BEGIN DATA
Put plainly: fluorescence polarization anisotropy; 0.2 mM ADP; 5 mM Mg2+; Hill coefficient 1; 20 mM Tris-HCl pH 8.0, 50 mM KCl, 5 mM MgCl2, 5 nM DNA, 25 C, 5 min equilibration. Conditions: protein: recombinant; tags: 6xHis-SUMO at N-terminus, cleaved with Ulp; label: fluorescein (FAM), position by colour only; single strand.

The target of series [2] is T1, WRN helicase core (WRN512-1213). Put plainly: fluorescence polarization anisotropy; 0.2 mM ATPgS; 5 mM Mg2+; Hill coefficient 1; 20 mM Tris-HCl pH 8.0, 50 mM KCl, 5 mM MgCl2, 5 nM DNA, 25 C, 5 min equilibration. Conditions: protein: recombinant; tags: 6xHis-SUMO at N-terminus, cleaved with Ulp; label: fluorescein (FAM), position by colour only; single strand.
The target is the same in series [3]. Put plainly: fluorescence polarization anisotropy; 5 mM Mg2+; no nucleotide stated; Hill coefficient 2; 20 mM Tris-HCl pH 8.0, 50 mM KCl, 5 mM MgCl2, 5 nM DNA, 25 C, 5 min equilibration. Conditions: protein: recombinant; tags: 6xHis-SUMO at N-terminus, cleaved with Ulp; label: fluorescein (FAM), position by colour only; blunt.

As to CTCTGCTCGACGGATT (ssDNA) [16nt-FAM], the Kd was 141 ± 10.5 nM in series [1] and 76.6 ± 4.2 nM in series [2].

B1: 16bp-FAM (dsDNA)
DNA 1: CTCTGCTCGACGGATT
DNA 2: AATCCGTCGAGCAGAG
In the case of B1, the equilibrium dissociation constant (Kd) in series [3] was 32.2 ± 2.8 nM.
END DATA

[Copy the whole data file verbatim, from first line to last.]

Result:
Put plainly: fluorescence polarization anisotropy; 0.2 mM ADP; 5 mM Mg2+; Hill coefficient 1; 20 mM Tris-HCl pH 8.0, 50 mM KCl, 5 mM MgCl2, 5 nM DNA, 25 C, 5 min equilibration. Conditions: protein: recombinant; tags: 6xHis-SUMO at N-terminus, cleaved with Ulp; label: fluorescein (FAM), position by colour only; single strand.

The target of series [2] is T1, WRN helicase core (WRN512-1213). Put plainly: fluorescence polarization anisotropy; 0.2 mM ATPgS; 5 mM Mg2+; Hill coefficient 1; 20 mM Tris-HCl pH 8.0, 50 mM KCl, 5 mM MgCl2, 5 nM DNA, 25 C, 5 min equilibration. Conditions: protein: recombinant; tags: 6xHis-SUMO at N-terminus, cleaved with Ulp; label: fluorescein (FAM), position by colour only; single strand.
The target is the same in series [3]. Put plainly: fluorescence polarization anisotropy; 5 mM Mg2+; no nucleotide stated; Hill coefficient 2; 20 mM Tris-HCl pH 8.0, 50 mM KCl, 5 mM MgCl2, 5 nM DNA, 25 C, 5 min equilibration. Conditions: protein: recombinant; tags: 6xHis-SUMO at N-terminus, cleaved with Ulp; label: fluorescein (FAM), position by colour only; blunt.

As to CTCTGCTCGACGGATT (ssDNA) [16nt-FAM], the Kd was 141 ± 10.5 nM in series [1] and 76.6 ± 4.2 nM in series [2].

B1: 16bp-FAM (dsDNA)
DNA 1: CTCTGCTCGACGGATT
DNA 2: AATCCGTCGAGCAGAG
In the case of B1, the equilibrium dissociation constant (Kd) in series [3] was 32.2 ± 2.8 nM.